Thursday, April 17, 2014

On Subcultures


This was written for a class about gender and fandom.

The Merriam Webster dictionary defines a subculture as “an ethnic, regional, economic, or social group exhibiting characteristic patterns of behavior sufficient to distinguish it from others within an embracing culture or society.” The term was first used in an academic sense by David Riesman in his 1950 book The Lonely Crowd, where he distinguishes a subculture from the larger culture that it is part of because of its active rejection of the majority’s values and the commercial media’s messages.

In his 1979 book Subculture: The Meaning of Style, Dick Hebdige posits that subcultures undermine and challenge hegemony in an indirect manner through their usage of style. Subcultures appropriate common, everyday items and give them double meanings that only members of the subculture understand; he gives the example of a tube of Vaseline’s significance to the gay community. This appropriation of style is a form of resistance to the mainstream culture, thereby maintaining the vitality of the subculture.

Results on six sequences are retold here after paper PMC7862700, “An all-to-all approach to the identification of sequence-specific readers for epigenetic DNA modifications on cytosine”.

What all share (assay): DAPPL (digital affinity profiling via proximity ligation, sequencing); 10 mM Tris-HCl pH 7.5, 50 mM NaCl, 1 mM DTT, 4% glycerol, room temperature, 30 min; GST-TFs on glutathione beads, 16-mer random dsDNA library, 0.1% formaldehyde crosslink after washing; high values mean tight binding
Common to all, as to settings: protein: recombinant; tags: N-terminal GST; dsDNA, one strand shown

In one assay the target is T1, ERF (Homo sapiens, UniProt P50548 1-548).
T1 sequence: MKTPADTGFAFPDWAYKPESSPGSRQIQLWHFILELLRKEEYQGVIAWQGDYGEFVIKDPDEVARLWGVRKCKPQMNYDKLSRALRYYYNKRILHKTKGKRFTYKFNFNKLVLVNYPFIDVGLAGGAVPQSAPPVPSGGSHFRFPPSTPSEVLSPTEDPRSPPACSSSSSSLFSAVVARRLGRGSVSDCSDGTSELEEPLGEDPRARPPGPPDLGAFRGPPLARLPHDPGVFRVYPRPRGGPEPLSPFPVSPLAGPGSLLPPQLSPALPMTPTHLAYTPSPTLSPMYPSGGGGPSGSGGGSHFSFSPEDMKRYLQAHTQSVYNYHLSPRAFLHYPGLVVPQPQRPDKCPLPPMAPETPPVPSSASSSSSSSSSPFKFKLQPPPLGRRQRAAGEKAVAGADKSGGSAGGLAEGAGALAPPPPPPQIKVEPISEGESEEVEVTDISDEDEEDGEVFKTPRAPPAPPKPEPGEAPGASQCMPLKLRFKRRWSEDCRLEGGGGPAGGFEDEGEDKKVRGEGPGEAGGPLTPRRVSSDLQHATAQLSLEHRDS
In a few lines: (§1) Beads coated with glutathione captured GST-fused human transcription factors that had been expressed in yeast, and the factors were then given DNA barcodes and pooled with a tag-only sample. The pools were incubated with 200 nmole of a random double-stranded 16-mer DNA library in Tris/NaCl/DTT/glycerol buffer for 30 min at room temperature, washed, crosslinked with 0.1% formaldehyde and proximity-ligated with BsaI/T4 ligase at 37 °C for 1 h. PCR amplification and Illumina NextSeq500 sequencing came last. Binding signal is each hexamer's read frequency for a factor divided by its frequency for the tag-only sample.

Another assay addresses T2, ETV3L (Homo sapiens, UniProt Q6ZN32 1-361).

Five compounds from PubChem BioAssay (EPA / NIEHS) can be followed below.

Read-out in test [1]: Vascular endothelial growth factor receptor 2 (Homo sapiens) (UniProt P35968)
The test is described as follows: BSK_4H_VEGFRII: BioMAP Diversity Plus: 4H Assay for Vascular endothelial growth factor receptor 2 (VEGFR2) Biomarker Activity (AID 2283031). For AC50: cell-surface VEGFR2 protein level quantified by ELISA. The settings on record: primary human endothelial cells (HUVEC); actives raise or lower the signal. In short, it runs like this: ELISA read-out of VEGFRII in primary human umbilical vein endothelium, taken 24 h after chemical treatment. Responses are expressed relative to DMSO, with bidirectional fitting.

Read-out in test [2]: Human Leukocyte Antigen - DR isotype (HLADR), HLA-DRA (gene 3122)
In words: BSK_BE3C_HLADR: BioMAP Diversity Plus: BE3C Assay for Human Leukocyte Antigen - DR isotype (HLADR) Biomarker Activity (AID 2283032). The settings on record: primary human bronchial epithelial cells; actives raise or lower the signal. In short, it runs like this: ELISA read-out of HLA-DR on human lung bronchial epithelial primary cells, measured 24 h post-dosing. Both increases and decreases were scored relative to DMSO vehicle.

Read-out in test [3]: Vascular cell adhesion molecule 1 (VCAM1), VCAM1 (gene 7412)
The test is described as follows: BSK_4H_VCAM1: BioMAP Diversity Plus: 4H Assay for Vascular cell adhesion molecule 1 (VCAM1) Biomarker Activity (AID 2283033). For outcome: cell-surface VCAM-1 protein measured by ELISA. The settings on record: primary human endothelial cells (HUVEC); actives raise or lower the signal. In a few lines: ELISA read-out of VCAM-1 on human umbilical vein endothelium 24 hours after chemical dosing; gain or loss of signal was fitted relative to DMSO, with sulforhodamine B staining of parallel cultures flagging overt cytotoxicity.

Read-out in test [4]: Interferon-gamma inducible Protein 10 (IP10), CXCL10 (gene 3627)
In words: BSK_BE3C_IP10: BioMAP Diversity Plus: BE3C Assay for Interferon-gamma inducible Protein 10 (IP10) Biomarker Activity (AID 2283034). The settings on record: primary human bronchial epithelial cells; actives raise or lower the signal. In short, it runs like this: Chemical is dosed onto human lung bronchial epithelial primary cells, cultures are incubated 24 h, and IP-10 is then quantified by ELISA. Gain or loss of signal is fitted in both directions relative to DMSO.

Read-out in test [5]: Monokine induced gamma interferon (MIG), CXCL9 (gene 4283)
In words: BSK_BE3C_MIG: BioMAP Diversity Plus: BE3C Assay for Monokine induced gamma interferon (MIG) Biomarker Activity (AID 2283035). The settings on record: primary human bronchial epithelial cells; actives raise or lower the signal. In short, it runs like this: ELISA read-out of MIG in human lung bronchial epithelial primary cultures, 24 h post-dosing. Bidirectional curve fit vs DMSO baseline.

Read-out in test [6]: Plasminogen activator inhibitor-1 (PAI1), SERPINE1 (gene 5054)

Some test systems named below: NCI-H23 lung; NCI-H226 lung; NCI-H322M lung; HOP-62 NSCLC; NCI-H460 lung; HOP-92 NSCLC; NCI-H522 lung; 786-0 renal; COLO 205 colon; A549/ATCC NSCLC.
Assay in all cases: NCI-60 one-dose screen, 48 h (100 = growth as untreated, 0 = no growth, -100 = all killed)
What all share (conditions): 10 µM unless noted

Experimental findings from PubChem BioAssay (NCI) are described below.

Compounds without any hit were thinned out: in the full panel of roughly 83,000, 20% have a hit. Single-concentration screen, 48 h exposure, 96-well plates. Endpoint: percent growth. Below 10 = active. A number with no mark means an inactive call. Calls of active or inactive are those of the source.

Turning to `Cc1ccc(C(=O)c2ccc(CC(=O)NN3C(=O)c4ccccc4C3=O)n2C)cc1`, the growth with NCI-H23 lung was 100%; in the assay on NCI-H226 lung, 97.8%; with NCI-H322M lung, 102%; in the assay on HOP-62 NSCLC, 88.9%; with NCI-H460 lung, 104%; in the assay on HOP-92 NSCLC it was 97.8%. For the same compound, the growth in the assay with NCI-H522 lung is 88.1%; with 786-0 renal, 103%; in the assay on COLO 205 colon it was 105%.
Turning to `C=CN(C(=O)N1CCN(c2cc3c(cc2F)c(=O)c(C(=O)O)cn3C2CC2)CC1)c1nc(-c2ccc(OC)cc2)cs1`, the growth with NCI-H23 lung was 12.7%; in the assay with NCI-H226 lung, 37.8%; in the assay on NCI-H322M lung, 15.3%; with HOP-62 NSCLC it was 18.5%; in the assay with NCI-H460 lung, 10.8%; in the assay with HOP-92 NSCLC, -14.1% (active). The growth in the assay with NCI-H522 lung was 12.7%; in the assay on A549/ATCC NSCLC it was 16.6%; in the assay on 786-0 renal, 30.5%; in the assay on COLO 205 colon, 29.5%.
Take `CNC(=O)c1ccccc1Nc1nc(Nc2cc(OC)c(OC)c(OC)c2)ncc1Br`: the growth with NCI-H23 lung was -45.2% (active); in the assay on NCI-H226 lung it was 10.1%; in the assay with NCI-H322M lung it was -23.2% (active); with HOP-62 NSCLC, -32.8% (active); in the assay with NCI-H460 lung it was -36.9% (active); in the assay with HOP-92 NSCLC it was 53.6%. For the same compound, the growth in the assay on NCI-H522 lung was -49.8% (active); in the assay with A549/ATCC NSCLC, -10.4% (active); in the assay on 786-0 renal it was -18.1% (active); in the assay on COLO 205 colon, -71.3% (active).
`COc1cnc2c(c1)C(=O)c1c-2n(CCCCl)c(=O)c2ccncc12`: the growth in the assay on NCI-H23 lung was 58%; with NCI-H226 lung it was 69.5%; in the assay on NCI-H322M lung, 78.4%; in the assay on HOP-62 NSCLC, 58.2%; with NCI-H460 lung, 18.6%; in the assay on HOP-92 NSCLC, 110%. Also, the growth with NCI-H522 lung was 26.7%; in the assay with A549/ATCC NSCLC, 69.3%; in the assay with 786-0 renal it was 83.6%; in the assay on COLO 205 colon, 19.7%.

Hall and Jefferson believe that subcultures are squarely in opposition to the media, and that the media is only an outsider and reporter on subcultures. Thornton disagrees, stating that subcultures rely on the media in order to effectively become a subculture. She says that they do not begin on an independent level and just become movements on their own accord; instead, the media is part of the process of the formation of subcultures.